About twelve companies, some of which are from other countries and are considered as financial investors, have been found out by the Enforcement Directorate (ED) to have benefited the most from a trading strategy called “short selling” in Adani Group’s shares. This information was reported by The Indian Express.
The ED shared this information with the Securities and Exchange Board of India (SEBI) in July after it looked into a report by Hindenburg Research and the resulting drop in the stock market.
Short selling works like this: People borrow and sell shares, hoping to buy them back later at a lower price.
Some of these companies that benefited from short selling started doing this just a couple of days before the Hindenburg Research report came out. The ED’s investigation showed that three of these companies are based in India, one is connected to a foreign bank’s branch in India, four are in Mauritius, and one each in France, Hong Kong, the Cayman Islands, Ireland, and London.
These companies haven’t told the tax authorities about who owns them. For example, one company was created in July 2020 but didn’t do anything until September 2021. In just six months from September 2021 to March 2022, it said it made Rs 1,100 crore even though its business turnover was Rs 31,000 crore.
Another global financial services group, which works like a bank in India, didn’t earn much in India but said it made Rs 9,700 crore as a foreign investor without paying taxes.
One of the companies based in the Cayman Islands, which is listed as a top beneficiary, had admitted to breaking the rules about trading based on insider information before and had paid a $1.8 billion fine in the US. This company started selling short on Adani Group’s shares on January 20 and then did more of it on January 23. Another company from Mauritius, which had never done short selling before, started doing it on January 10.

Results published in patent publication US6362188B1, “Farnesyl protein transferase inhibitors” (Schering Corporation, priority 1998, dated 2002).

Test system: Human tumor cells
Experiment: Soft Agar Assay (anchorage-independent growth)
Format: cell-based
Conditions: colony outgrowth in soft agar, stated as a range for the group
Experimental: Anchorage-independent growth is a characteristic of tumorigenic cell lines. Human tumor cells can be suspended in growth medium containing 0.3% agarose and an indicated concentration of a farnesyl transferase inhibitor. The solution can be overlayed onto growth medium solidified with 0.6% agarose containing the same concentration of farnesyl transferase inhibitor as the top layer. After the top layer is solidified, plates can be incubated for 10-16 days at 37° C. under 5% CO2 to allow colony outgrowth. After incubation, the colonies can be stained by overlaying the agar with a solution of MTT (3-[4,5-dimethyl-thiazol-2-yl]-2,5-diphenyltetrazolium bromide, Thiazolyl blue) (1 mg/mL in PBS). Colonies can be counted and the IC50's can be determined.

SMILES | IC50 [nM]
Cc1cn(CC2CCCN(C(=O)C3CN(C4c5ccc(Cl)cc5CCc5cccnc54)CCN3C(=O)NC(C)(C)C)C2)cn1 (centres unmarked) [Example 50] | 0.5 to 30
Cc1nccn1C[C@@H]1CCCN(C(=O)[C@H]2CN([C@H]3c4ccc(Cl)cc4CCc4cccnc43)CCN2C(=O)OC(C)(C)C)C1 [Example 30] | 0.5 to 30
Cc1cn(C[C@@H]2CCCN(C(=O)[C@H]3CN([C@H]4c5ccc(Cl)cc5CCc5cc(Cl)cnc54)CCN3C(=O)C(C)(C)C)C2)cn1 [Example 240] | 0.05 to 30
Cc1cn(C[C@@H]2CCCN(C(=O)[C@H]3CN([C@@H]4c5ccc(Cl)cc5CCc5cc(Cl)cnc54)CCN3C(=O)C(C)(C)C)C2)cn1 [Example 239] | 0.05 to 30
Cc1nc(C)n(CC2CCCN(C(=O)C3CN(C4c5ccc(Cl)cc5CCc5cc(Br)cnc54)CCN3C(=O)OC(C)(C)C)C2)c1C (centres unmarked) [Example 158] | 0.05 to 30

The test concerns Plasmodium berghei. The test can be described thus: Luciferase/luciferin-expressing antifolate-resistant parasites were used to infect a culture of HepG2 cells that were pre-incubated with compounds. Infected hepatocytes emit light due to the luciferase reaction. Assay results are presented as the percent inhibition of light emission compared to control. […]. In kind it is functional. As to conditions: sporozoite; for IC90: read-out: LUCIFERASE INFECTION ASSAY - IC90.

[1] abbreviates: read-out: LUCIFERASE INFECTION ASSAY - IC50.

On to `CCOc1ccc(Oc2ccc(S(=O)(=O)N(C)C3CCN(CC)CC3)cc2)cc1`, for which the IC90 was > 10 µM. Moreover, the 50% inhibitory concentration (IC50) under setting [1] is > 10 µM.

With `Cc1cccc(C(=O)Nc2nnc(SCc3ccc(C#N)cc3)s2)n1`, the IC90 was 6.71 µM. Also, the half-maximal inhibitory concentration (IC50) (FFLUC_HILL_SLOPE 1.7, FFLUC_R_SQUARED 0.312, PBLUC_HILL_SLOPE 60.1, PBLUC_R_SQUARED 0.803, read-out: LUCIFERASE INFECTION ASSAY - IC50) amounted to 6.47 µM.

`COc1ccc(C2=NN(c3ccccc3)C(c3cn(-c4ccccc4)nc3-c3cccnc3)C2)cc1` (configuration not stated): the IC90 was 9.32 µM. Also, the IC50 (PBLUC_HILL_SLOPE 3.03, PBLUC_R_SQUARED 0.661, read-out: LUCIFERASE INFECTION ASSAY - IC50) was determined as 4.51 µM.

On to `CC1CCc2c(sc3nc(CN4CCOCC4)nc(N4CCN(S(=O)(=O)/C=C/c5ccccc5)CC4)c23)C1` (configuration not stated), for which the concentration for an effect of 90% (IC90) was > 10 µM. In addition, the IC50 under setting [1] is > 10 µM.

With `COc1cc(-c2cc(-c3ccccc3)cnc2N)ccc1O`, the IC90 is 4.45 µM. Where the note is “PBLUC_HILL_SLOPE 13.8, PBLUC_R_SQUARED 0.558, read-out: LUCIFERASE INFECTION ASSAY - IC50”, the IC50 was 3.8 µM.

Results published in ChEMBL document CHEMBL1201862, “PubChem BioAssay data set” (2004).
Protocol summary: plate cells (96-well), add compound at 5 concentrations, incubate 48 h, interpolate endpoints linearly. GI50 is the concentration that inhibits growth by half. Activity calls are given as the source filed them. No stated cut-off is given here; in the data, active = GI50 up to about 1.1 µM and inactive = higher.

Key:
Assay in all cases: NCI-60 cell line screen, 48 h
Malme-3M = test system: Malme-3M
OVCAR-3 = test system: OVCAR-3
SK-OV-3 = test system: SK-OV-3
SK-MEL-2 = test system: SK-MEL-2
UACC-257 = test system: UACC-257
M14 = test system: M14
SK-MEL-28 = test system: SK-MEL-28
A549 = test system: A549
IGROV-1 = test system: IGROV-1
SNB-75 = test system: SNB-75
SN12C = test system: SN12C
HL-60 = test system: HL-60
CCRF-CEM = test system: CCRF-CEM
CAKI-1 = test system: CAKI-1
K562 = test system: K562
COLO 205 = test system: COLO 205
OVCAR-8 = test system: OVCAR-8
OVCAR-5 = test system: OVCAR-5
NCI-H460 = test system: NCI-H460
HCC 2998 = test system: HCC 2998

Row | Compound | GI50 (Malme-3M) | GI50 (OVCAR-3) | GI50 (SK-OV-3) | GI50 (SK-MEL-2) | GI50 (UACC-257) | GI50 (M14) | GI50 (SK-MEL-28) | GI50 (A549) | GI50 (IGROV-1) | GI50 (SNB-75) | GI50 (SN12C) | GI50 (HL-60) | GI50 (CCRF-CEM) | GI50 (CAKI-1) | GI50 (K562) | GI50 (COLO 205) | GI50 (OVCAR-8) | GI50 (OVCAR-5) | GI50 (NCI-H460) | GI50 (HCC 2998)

Among the main companies that were doing short selling, two were from India. One was registered in New Delhi, and the regulator SEBI had already taken action against its owner for tricking investors and manipulating the stock market. The other was registered in Mumbai.
The ED gave its findings to a group of experts set up by the Supreme Court to look into why there were problems with regulating the Adani Group. This group said that some parties might have broken the rules and suggested that SEBI should investigate.
SEBI, in its latest update to the Supreme Court, said it had finished looking into 22 reports, including one about how some companies were trading or betting against the Adani Group’s companies when the Hindenburg report was published. SEBI is waiting for more information from other groups outside of India.
The ED thinks that these foreign companies might actually be working as middlemen for bigger players in other countries and not really making money themselves from the short selling.
Read complete article here: Firms gained from short selling in Adani Group shares: Report